Water stresses in developing countries threaten to derail a massive build-out of coal capacity, according to a new analysis from the World Resources Institute (WRI).
The WRI estimates that about 1,400 GW of new coal capacity is being proposed worldwide, and of that, three-quarters of it are in China and India. Unfortunately, much of this capacity is planned for areas already under significant water stress. Most of China’s coal resources, for example, are located in the northern regions of the country, and about 60% of the planned new capacity will be located there to reduce transportation costs. Unfortunately, this portion of China has only 5% of the nation’s water resources, and power needs face steep competition from agricultural, industrial, and residential demands.
“If China builds all the plants now in the planning stages, China’s coal industry—including mining, chemical production, and power generation . . . could withdraw as much as 10 billion [cubic meters] of water annually by 2015,” the report notes. That total represents more than 25% of the water available for annual withdrawal from the Yellow River, a resource that is already under substantial stress.
China’s government recognizes the problem and is developing policy intended to increase water use efficiency and limit withdrawals to manageable levels. Still, the actions fall short of what is necessary, the report notes. More intensive measures to promote water recycling and wastewater treatment will need to be implemented.
India also faces significant problems. The country is proposing more than 500 GW of new coal capacity, though it is already one of the most water-stressed nations in the world. “Stressed water resources are already impacting power projects in India, causing delays and operational losses,” the report says. “For example, inadequate water supplies in the state of Chhattisgarh shut down the National Thermal Power Corporation’s Sipat plant in 2008.”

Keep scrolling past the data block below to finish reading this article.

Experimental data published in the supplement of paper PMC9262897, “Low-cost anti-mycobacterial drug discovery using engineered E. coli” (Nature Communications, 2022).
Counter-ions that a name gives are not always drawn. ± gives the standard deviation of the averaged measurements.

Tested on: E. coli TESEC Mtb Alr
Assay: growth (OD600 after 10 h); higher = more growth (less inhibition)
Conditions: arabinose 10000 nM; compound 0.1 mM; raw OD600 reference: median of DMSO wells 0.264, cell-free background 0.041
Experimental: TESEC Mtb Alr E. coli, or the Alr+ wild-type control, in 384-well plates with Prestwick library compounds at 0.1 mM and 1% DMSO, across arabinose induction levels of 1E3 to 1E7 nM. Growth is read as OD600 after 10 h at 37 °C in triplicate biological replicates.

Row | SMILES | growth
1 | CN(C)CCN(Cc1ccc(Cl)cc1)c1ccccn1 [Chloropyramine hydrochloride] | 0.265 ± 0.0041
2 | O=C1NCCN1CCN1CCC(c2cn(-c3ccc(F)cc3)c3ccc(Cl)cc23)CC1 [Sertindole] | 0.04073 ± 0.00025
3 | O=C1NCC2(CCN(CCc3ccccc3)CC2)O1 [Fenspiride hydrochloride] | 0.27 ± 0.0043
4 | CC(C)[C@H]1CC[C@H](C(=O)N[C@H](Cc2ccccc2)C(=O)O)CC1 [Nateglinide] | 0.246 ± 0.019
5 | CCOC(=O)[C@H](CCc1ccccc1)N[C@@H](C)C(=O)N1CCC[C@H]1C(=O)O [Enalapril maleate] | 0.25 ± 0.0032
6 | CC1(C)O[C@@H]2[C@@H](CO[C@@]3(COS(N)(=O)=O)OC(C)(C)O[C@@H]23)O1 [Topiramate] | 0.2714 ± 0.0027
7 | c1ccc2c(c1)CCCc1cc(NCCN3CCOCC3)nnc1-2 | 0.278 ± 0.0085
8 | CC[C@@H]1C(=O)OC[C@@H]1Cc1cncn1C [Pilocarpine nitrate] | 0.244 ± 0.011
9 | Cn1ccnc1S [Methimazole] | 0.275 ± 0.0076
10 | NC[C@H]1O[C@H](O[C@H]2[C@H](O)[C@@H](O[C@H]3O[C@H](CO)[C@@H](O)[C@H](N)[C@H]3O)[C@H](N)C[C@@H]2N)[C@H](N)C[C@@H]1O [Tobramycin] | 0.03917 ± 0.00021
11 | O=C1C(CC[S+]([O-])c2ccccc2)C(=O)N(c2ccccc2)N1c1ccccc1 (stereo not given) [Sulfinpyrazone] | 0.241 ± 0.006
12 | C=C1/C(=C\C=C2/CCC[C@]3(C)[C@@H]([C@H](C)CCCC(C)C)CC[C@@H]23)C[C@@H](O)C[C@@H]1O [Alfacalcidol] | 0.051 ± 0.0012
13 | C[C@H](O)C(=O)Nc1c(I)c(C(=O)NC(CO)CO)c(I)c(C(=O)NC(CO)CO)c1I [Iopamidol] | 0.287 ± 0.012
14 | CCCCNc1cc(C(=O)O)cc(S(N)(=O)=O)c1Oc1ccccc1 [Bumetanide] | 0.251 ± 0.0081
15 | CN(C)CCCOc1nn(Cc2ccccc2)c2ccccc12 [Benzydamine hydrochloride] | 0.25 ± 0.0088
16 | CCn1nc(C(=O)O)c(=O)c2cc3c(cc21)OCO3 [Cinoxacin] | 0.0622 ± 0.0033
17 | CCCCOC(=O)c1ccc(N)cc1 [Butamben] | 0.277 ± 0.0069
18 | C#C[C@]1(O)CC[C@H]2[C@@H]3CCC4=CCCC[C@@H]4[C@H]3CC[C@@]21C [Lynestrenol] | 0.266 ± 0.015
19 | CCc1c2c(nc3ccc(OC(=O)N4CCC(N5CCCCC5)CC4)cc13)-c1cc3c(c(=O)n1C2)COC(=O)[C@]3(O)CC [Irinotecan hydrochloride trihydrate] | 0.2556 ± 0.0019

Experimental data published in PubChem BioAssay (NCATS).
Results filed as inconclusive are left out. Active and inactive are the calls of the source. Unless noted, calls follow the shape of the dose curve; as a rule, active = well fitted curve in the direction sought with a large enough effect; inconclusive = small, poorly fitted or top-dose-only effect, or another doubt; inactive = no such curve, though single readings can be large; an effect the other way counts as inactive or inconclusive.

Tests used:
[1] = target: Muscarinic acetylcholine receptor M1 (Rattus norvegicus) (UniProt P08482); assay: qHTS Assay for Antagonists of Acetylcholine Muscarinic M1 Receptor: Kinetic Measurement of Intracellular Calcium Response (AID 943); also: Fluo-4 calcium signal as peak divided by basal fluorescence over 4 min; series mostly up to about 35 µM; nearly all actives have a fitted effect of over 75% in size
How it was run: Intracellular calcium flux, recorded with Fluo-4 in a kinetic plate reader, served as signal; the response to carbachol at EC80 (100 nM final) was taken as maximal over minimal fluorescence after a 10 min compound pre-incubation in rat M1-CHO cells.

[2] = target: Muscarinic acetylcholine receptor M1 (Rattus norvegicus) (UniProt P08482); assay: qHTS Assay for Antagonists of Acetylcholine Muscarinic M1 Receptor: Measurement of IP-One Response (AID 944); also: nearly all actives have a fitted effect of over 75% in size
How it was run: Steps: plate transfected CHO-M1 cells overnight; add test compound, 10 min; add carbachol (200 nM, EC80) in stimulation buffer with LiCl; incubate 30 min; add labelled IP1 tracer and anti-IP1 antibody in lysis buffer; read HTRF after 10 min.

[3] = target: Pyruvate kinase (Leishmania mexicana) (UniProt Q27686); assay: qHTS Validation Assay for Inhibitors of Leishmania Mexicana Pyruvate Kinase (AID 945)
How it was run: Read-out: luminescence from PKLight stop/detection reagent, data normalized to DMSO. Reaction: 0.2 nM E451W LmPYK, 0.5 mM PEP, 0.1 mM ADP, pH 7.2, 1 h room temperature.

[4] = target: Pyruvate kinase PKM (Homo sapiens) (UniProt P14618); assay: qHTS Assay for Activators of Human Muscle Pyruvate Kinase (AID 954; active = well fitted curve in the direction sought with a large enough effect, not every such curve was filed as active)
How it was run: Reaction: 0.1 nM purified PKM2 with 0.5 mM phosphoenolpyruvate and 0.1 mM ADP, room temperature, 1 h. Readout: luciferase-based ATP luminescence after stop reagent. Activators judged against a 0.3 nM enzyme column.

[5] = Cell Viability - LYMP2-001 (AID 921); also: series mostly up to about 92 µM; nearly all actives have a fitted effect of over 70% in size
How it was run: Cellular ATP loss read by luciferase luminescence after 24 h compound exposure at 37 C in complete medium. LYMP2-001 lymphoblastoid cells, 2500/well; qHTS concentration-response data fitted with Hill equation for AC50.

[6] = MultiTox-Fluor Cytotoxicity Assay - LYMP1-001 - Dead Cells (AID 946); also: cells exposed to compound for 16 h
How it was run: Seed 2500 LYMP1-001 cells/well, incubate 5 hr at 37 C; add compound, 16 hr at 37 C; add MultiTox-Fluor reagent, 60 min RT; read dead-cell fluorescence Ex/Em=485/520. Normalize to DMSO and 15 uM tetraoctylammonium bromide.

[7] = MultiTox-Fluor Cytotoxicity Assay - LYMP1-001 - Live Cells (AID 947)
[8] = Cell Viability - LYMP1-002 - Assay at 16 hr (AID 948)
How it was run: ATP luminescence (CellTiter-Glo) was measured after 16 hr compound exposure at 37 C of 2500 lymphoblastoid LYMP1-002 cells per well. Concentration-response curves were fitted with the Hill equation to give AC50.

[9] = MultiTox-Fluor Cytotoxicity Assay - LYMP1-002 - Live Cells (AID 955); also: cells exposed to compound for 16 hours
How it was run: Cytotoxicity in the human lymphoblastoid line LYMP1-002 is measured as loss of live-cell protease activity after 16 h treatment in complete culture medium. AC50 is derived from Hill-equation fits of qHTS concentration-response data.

The risks are not limited to developing countries. Japan, South Korea, and numerous areas in the U.S. also face threats to generation from water shortages. Though Japan and South Korea are not arid countries, high freshwater consumption from agricultural and residential users can make power plants dependent on costly alternatives. Plants in the U.S. have also been forced to shut down or curtail operations during periods of severe water shortages.
The report calls for more intensive government action to manage the water-energy nexus, as well as better industry attention to the issue, to ensure that unmanaged water risks do not threaten generation. “A range of actions is available, including innovative technology and public policy engagement to collectively reduce shared water risks, all on the path to advanced water stewardship,” it says. While these measures will increase costs and slow development, inaction will be worse over the long term. The coal sector “should pursue advanced water risk management at power plants while understanding the value in consistent, carefully crafted legislation. The combination will ensure that energy production can grow within natural resource limits.”
—Thomas W. Overton, JD, associate editor (@thomas_overton, @POWERmagazine)